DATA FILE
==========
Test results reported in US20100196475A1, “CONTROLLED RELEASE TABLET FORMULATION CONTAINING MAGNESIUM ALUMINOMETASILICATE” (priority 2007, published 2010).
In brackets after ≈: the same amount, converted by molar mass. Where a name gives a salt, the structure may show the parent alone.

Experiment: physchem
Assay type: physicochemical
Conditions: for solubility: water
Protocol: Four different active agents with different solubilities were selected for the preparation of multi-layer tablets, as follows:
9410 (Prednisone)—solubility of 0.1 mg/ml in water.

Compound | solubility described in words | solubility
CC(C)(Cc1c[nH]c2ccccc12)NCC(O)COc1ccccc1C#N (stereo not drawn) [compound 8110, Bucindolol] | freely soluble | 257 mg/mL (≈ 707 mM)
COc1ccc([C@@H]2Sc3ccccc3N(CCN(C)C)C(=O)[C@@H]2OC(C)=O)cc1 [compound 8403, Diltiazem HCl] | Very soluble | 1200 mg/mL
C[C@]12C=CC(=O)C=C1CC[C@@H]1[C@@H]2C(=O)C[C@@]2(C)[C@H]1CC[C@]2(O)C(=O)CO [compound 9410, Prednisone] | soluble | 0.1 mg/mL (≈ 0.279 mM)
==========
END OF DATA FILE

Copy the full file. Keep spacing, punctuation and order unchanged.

Test results reported in US20100196475A1, “CONTROLLED RELEASE TABLET FORMULATION CONTAINING MAGNESIUM ALUMINOMETASILICATE” (priority 2007, published 2010).
In brackets after ≈: the same amount, converted by molar mass. Where a name gives a salt, the structure may show the parent alone.

Experiment: physchem
Assay type: physicochemical
Conditions: for solubility: water
Protocol: Four different active agents with different solubilities were selected for the preparation of multi-layer tablets, as follows:
9410 (Prednisone)—solubility of 0.1 mg/ml in water.

Compound | solubility described in words | solubility
CC(C)(Cc1c[nH]c2ccccc12)NCC(O)COc1ccccc1C#N (stereo not drawn) [compound 8110, Bucindolol] | freely soluble | 257 mg/mL (≈ 707 mM)
COc1ccc([C@@H]2Sc3ccccc3N(CCN(C)C)C(=O)[C@@H]2OC(C)=O)cc1 [compound 8403, Diltiazem HCl] | Very soluble | 1200 mg/mL
C[C@]12C=CC(=O)C=C1CC[C@@H]1[C@@H]2C(=O)C[C@@]2(C)[C@H]1CC[C@]2(O)C(=O)CO [compound 9410, Prednisone] | soluble | 0.1 mg/mL (≈ 0.279 mM)